The new laws regulate the possession of six reptile species labeled as "reptiles of concern". Owners are required to have microchips implanted into their pets for identification purposes. Because many exotic reptile species can freely adapt to the local Florida environment, wild breeding populations can freely arise – causing problems for native wildlife. A breeding population of pythons has been found in Everglades National Park and the Nile monitors have established territory in Cape Coral on Florida’s West coast.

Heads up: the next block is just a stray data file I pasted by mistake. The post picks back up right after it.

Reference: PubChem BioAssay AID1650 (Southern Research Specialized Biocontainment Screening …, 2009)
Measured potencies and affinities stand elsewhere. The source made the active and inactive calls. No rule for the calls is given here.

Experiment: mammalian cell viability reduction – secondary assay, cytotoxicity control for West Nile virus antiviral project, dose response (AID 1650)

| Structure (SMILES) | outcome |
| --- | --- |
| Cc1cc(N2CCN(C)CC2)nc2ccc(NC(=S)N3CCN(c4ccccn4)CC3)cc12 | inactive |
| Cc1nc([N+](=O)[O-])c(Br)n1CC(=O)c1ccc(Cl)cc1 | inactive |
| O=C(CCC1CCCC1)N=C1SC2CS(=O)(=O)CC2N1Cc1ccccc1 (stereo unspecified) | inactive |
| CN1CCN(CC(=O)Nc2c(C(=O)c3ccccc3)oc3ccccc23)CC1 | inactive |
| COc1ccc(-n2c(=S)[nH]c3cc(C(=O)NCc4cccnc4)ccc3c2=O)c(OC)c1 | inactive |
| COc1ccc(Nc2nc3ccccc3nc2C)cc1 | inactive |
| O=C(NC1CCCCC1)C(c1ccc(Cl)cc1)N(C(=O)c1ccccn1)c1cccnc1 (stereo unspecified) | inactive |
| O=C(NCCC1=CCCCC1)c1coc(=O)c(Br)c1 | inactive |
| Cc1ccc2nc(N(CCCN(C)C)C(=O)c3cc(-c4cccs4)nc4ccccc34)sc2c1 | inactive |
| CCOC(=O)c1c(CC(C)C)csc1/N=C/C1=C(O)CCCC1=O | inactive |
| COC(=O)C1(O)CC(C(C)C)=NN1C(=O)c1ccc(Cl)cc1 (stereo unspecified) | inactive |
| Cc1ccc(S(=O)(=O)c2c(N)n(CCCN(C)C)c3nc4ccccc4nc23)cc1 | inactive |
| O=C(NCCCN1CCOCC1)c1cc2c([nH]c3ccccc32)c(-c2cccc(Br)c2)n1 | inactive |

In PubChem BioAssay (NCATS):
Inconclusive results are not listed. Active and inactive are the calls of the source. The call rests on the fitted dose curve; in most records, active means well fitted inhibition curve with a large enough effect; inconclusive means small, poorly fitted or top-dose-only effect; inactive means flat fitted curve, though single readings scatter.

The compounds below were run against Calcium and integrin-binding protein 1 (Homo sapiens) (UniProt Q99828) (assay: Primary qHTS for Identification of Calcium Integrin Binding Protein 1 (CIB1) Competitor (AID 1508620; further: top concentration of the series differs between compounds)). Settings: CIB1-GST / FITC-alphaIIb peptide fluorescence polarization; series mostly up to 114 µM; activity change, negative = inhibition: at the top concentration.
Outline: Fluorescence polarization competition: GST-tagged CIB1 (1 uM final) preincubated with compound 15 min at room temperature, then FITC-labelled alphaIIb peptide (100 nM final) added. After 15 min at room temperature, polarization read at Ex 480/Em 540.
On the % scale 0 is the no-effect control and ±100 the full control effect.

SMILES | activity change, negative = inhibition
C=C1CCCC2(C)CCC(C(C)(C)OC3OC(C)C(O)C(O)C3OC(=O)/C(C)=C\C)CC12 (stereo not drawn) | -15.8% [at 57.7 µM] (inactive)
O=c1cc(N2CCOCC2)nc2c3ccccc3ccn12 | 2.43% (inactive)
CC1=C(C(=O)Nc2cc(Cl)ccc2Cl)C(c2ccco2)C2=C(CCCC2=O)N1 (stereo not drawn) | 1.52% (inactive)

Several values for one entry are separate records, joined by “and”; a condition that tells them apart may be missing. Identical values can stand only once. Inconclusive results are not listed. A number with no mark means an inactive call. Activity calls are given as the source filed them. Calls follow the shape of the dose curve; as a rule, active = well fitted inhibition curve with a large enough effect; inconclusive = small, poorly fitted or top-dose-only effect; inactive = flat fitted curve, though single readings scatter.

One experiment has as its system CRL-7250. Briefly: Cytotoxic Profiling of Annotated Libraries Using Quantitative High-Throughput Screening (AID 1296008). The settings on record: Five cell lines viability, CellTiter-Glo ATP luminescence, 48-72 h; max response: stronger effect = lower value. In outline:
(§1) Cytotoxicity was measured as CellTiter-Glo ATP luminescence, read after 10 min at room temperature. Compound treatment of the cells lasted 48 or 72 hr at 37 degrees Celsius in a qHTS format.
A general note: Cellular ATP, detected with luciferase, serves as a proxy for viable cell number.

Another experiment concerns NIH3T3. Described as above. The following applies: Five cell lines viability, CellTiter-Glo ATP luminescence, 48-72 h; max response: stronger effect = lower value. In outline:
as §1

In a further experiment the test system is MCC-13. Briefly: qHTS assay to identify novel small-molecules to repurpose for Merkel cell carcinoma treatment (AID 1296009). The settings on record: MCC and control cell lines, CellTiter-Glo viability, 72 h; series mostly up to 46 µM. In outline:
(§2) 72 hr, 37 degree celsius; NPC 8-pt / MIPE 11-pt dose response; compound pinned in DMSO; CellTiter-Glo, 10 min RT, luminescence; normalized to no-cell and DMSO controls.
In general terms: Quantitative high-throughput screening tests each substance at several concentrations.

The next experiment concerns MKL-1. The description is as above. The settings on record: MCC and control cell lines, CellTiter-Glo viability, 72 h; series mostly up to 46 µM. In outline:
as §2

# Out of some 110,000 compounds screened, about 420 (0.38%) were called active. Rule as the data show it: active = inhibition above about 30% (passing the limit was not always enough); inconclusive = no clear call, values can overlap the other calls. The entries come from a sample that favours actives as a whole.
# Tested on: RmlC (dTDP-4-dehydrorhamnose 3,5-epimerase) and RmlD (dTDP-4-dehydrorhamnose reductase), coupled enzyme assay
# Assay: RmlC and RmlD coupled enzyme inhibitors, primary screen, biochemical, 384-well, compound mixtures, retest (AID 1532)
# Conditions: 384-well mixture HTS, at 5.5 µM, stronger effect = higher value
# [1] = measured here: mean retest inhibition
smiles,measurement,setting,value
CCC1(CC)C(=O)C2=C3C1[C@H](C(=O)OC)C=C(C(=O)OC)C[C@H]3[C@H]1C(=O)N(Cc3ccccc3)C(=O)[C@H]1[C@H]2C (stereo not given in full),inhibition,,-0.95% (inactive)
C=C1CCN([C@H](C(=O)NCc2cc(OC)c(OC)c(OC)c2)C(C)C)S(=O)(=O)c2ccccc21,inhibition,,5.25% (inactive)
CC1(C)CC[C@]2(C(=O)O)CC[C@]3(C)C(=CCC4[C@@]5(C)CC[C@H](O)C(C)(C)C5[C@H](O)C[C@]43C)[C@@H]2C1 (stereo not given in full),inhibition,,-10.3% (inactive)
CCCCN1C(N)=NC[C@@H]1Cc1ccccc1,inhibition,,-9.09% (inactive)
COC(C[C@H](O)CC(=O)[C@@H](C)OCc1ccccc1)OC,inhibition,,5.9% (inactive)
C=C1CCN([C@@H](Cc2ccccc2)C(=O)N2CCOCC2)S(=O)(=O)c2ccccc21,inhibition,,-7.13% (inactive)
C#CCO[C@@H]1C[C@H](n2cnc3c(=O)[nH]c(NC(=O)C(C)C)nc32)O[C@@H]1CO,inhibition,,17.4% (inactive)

The reptile species affected are Burmese pythons, reticulated pythons, African rocky pythons, amethystine or scrub pythons, green anacondas and Nile monitors. The legislation also now requires permits for red-eared slider turtles, makes it illegal to allow them to reproduce, and requires all eggs to be destroyed. The turtles have been widely available in pet stores for years but were interbreeding with native species. Anyone who owned such turtles prior to July 1, 2007, doesn’t need a permit for them.
From now, anyone wishing to own one of the species in question must be at least 18 years old, complete a questionnaire, apply for a state permit, comply with new caging requirements and pay a $100 annual fee. The animal also must be inserted with a microchip for identification purposes by July 1. Failure to comply is a misdemeanor offense punishable by a fine up to $500 and 60 days in jail.